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Can Anyone Identify This Cannon Ball

Article about: I have a cannon ball that I originaly thought was a reproduction but after showing it to a couple of people they said It was real. someone painted it but it looks like it was done a long tim

  1. #1

    Default Can Anyone Identify This Cannon Ball

    I have a cannon ball that I originaly thought was a reproduction but after showing it to a couple of people they said It was real. someone painted it but it looks like it was done a long time ago. Can anyone tell of it is original and if so how old is it. Thank you so much. It weighs 19 poinds 8 oz. It measures measures 24 inces around. Thank you so much for your help.
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  2. #2

    Default Re: Can Anyone Identify This Cannon Ball

    I'm the polar opposite of an expert on these, but judging from what you said, it seems to be a projectile from a 20 pdr cannon. The hole at the top is probably a fuse. That would mean this cannonball is an antipersonnel projectile that would explode before impact, covering an area with shrapnel. It is probably from the mid-late 1800's.

    regards,
    Corey

  3. #3

    Default Re: Can Anyone Identify This Cannon Ball

    great thank you so much. So it is probably civil war era?

  4. #4

    Default Re: Can Anyone Identify This Cannon Ball

    That's what I would guess. We have a Civil War fort a few miles from me, the cannon balls at the museum and the local antique stores are very similar to this one.

  5. #5

    Default Re: Can Anyone Identify This Cannon Ball

    CW projectiles can be extremely tricky. The fuse hole on this one looks to be plugged, but is it De-activated? Quite often, the old timers would simply get rid of the fuse so that it wouldn't bump against things and set off the explosives inside, but they wouldn't always Remove the explosives. It is quite common to hear that old cannon shells that have been rolling around for 150 years are found to be still viable and potentially dangerous. It may be well worth your while to have an ordnance person take a closer look at this shell. Usually, the ones that I've come across have an open Hole that you can poke your finger in and look inside, but This one....? Hmm... Old does Not always mean Safe. Just so you know...a 20 pounder going off inside your house would likely total your home...and your next door neighbors would Not like it much Either..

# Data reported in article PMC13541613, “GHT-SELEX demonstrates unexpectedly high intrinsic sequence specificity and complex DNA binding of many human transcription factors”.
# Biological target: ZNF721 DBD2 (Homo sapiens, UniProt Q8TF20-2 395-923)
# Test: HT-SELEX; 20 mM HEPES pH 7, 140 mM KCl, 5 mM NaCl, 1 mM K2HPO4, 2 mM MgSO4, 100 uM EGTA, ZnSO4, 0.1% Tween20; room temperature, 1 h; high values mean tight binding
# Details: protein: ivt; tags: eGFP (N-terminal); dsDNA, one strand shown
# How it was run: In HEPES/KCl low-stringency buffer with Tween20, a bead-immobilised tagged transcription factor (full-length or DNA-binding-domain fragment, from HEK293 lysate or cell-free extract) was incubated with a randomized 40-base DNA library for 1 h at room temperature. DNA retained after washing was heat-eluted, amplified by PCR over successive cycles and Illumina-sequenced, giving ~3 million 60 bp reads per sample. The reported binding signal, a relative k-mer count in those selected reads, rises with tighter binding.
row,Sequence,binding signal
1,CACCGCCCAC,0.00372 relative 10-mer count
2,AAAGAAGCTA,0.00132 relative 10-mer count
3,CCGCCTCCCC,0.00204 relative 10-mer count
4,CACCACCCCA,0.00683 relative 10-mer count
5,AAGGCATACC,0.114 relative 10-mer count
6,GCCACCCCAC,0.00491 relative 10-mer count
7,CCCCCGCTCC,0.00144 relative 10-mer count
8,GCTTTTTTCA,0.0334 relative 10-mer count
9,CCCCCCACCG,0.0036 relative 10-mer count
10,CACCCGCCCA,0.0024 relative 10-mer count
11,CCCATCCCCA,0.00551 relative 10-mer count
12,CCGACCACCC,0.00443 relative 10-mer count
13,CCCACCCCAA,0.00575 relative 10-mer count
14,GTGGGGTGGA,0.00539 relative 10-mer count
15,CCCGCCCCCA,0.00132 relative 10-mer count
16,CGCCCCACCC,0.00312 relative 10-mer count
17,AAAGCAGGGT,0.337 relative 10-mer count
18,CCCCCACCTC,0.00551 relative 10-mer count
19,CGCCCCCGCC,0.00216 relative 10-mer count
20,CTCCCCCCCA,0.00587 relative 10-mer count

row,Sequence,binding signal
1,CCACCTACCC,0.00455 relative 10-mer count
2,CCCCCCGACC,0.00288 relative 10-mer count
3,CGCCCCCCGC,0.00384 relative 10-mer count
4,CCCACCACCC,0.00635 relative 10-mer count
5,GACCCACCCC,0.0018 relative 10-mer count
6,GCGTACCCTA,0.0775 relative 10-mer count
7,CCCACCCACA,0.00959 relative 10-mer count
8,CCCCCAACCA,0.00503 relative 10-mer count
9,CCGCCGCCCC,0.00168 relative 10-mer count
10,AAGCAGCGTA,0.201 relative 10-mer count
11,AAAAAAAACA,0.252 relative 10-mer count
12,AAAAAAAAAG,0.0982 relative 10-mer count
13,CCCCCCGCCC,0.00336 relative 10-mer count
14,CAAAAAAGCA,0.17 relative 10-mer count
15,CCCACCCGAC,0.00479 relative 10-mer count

William

    "Much that once was, is lost. For none now live who remember it."

  6. #6

    Default Re: Can Anyone Identify This Cannon Ball

    If it does still have powder in it what would make it go off. Would it just go off if it got to hot or could it go off it it was droped.

  7. #7

    Default Re: Can Anyone Identify This Cannon Ball

    Sudden jarring, intense heat, vibration...or no reason at all. The older explosives get-the more unstable they become. Many a person has been shocked to find out that the old CW cannon shell that's been painted a thousand times and has been rolling around their front porch or sitting by their fireplace as an ornament has been found to be still viable. I remember a number of years ago that 2 Veteran's display pieces painted white many a decade ago and sitting quietly in the Vet's lodge house were, indeed, still as "hostile" as the day they were made-if not more so, due to instability. Family's have had their old "heirloom" shells for generations and their children played "war" with them many a time, only to find out to their shock that what they had grown up playing with was the real deal. The same goes for old WWI shells or WWII and beyond grenades brought home by old Uncle Phil as a memento that were still ready to go.

    Mind you, there's no Particular reason to panic-it could very well have Been emptied before someone plugged it shut, but it never hurts to have things looked at anyway just to be safe. I just don't particularly like the appearance of the plug-it looks crude and amateurish-like someone who didn't know what they were doing sealed it.
    William

    "Much that once was, is lost. For none now live who remember it."

  8. #8
    ?

    Default Re: Can Anyone Identify This Cannon Ball

    If it is a CW cannon shell, it'd most likely be a Union one, yes? Everything I've read (not a lot, mind) suggests Confederate cannonballs and shells were more crude and usually the casting mould seam is visible- Union ones were well-made and usually seamless.
    Ohhhhh- pillage then burn...

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